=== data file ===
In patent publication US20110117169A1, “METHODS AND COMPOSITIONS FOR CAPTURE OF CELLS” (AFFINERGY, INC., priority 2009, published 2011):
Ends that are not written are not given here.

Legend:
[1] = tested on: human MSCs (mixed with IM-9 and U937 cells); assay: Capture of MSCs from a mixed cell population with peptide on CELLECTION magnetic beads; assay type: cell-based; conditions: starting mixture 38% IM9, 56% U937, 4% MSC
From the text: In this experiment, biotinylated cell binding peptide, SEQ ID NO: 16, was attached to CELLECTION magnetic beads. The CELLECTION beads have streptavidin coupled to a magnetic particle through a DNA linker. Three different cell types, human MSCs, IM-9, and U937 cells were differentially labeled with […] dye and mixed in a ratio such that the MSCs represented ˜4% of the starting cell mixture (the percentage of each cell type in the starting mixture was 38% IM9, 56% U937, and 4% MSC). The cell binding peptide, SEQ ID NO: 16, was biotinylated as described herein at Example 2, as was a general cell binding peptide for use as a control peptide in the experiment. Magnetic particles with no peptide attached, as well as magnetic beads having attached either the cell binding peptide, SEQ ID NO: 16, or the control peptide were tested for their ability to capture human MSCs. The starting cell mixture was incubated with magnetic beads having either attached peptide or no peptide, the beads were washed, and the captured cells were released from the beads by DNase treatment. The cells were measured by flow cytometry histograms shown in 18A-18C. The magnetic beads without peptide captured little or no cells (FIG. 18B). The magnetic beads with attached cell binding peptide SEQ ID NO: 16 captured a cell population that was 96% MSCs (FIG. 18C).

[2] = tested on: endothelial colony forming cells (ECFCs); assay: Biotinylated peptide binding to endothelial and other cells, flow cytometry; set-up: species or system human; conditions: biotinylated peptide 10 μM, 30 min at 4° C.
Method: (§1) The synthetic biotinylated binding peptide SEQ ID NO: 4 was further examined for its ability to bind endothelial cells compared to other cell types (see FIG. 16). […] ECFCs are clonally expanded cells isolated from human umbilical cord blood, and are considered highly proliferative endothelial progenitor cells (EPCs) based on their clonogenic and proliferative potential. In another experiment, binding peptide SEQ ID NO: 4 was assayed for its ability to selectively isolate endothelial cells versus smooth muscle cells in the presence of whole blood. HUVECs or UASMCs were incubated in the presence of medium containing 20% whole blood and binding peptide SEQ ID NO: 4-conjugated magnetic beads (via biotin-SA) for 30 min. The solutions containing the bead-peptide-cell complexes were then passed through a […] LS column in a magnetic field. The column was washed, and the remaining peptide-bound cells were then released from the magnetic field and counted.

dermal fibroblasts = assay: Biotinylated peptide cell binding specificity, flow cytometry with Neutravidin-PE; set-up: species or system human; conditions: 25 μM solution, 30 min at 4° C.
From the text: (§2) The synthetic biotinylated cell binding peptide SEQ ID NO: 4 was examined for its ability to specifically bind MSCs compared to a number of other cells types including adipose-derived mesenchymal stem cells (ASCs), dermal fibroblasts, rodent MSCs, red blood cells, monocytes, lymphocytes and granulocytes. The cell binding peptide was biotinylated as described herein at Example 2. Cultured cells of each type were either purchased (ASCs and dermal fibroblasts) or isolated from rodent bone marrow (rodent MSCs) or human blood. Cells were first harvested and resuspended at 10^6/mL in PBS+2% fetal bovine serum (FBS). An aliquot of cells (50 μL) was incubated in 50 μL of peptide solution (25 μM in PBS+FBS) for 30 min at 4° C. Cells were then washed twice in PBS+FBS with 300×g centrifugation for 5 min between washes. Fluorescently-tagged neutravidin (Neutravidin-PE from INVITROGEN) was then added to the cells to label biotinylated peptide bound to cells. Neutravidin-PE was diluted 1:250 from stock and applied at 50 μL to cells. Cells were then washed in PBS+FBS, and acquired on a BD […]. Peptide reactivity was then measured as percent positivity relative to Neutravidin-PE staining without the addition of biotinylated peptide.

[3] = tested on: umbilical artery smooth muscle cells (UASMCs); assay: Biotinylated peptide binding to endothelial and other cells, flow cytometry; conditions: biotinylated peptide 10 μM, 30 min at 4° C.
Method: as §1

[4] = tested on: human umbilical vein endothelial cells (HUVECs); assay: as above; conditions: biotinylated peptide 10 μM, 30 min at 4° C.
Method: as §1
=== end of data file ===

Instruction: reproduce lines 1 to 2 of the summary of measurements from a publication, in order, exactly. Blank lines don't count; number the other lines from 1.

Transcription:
In patent publication US20110117169A1, “METHODS AND COMPOSITIONS FOR CAPTURE OF CELLS” (AFFINERGY, INC., priority 2009, published 2011):
Ends that are not written are not given here.